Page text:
Herman Cain’s signature 9-9-9 proposal has two problems. First, it’s unconstitutional, and second, it’s not conservative because it transforms Washington from the head of a federal republic into a centralized ruling authority. Cain proposes scrapping the current tax code and replacing it with a 9 percent personal income tax, 9 percent corporate income tax, and 9 percent national sales tax. Read More
Obamacare’s fate will almost certainly be decided by the Supreme Court of the United States in 2012, either in June or shortly after November’s election. And neither conservatives nor President Barack Obama can be sure whether they want a decision before or after the election.
There are more than 30 Obama-care cases at some stage of litigation nationwide. Read More
The Virginia-based 4th Circuit’s two Obamacare decisions virtually guarantee Florida’s Obamacare case will be the one heard by the Supreme Court next year. Only five Obamacare cases are really significant. Two of these are the ones pursued by Virginia Attorney General Ken Cuccinelli, and Liberty University’s case argued by its law school dean, Liberty Counsel Chairman Mat Staver. Read More
It’s not enough for the National Labor Relations Board to decree that Boeing Corporation cannot build a new airliner production facility in South Carolina. Now the NLRB is also claiming the authority to dictate labor policies and order union elections at Catholic universities if they are “not religious enough.” Read More
Federal appeals court: Saying “Jesus” during public prayer is unconstitutional
As in most counties in America, the Board of Commissioners of Forsyth County, North Carolina, begins its public meetings with an invocation. These prayers are given by local religious leaders on a first-come, first-serve basis. Read More
Trial lawyers cannot sue drug manufacturers for defective warning labels on generics if labels were approved by the U.S. Food and Drug Administration, according to the U.S. Supreme Court. The 5-4 Pliva v. Mensing decision announced last week was a defeat for class-action trial lawyers hoping to profit on litigation based on allegations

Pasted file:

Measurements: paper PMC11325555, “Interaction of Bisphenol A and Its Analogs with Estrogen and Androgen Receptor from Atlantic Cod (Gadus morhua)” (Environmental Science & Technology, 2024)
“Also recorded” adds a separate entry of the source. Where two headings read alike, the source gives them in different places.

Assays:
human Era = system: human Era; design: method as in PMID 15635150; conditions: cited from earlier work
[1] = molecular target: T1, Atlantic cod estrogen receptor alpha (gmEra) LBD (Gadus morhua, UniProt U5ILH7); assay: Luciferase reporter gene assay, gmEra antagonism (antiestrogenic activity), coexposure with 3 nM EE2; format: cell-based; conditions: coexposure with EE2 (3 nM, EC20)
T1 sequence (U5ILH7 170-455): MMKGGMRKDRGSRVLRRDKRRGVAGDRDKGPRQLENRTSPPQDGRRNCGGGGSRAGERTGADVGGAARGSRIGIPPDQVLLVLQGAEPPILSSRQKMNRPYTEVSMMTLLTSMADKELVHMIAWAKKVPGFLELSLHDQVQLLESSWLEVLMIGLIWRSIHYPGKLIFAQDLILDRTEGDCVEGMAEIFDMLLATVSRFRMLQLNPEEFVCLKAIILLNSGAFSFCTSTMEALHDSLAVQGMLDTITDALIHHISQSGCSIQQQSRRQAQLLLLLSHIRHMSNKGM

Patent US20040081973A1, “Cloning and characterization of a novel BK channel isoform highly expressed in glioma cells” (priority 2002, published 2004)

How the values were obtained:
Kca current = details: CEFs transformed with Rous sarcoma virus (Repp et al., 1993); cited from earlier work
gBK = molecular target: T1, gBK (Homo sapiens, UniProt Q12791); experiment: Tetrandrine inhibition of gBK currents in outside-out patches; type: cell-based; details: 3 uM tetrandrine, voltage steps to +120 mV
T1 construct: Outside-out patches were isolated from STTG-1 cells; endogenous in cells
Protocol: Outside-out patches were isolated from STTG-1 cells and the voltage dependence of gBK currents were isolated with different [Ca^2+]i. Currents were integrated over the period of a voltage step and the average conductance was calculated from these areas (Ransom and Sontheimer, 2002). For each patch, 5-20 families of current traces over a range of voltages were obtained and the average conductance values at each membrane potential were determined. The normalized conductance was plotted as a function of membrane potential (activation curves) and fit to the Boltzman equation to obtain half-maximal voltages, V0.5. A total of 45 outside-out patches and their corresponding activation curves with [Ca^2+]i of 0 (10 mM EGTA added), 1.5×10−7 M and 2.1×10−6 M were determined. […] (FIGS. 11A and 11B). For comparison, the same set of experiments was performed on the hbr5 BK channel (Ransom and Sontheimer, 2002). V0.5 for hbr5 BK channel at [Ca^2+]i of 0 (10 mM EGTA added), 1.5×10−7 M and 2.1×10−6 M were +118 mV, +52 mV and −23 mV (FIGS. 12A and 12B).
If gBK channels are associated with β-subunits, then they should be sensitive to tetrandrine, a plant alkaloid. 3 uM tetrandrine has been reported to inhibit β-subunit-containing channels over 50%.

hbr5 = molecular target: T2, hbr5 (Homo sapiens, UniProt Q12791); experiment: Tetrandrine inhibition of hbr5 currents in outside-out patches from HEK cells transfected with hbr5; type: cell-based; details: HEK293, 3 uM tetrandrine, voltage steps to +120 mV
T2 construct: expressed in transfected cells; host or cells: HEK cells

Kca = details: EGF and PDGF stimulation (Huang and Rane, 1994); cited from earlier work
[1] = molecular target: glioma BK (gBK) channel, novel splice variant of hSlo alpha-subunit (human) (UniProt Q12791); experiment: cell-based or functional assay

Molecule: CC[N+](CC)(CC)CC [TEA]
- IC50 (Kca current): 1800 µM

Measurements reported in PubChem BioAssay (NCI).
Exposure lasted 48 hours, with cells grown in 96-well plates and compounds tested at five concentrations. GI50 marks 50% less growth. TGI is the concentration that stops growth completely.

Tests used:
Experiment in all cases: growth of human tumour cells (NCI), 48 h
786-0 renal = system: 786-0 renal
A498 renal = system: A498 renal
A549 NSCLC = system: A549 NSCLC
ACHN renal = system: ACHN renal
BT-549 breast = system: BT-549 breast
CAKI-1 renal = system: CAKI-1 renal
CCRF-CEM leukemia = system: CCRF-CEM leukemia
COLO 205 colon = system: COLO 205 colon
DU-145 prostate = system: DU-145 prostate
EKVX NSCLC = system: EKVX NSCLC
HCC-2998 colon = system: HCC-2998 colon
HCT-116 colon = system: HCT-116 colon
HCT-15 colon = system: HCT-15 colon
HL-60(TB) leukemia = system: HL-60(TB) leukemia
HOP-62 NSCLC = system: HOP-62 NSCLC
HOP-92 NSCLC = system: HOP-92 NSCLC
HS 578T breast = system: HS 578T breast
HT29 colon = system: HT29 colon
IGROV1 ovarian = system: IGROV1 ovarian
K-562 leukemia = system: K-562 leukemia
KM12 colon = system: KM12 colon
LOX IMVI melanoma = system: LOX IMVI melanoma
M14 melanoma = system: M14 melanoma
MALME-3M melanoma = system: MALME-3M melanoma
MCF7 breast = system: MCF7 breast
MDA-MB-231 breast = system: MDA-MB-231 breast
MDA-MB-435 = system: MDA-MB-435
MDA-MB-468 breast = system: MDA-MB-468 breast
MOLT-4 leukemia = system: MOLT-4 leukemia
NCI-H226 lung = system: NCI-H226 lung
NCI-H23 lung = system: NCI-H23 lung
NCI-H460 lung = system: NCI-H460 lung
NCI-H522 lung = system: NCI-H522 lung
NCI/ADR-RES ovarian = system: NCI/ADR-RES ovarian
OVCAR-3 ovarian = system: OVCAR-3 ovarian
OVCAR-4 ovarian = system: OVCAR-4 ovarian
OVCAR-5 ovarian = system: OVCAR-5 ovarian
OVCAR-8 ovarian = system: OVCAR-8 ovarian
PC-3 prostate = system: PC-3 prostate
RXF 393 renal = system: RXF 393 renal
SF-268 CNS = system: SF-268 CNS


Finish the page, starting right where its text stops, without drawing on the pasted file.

Pliva grew out of the fact that the medicine Reglan can cause certain neurological side effects. Read More
Obamacare is likely facing its last stop before heading to the Supreme Court next year. On Wednesday, the 11th Circuit U.S. Court of Appeals in Atlanta heard oral arguments in the biggest Obamacare case in the country.
This is the Obama administration’s appeal in Florida v. U.S. Department of Health and Human Services. Read More
Arizona won a round in the national fight over immigration last week in a case with implications for the 2012 election. Read More
Federal appeals judges dropped an Obamacare bombshell this week that could change the timetable for when the U.S. Supreme Court will ultimately decide whether the president’s signature law is unconstitutional.
Two major lawsuits challenging the constitutionality of Obamacare were argued May 10 before the U.S. Court of Appeals for the 4th Circuit. Read More
Congress’ decades-old federal arbitration law cannot be set aside by a trial-lawyer-friendly rule in states like California, the Supreme Court said in a decision last week with big implications for the future of American litigation. Litigation can be cumbersome and tedious. It’s often drawn out and exasperatingly slow. And with so many lawyers billing by the hour, litigation can be very, very expensive. Read More